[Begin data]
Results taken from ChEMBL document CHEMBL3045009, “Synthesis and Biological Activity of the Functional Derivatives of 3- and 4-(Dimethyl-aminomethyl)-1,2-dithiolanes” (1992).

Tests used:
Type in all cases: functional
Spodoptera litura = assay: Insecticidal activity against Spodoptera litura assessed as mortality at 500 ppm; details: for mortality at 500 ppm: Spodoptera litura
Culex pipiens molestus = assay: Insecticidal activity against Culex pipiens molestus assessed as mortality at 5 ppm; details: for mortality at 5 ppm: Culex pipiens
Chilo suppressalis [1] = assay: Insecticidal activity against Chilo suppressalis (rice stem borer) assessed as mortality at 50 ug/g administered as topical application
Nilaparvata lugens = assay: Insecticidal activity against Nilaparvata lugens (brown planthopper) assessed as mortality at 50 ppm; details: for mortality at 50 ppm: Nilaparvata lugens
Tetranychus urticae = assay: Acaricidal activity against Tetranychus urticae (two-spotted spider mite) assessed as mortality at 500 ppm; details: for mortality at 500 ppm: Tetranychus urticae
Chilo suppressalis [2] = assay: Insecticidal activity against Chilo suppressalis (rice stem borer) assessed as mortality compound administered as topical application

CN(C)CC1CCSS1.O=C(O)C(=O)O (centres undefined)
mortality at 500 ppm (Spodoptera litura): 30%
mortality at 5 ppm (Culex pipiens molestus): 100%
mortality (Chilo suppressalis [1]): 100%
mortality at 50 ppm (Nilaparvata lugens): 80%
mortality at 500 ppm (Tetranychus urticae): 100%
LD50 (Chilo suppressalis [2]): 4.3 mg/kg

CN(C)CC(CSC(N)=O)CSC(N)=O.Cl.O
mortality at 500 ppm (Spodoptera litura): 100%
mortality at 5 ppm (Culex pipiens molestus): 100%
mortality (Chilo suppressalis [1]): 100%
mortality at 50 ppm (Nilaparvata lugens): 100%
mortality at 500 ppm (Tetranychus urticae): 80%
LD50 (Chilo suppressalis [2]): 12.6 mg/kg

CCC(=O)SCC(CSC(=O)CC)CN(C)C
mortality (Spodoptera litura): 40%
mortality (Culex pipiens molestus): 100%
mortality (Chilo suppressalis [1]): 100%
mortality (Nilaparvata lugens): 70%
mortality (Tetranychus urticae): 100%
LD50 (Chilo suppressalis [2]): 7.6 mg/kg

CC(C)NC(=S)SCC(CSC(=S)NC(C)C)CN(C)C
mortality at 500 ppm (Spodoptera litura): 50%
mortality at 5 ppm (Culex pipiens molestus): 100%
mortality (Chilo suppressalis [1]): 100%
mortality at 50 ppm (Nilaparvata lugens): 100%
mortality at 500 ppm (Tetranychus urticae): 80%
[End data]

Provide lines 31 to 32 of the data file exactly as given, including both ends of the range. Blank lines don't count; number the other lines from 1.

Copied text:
CC(C)NC(=S)SCC(CSC(=S)NC(C)C)CN(C)C
mortality at 500 ppm (Spodoptera litura): 50%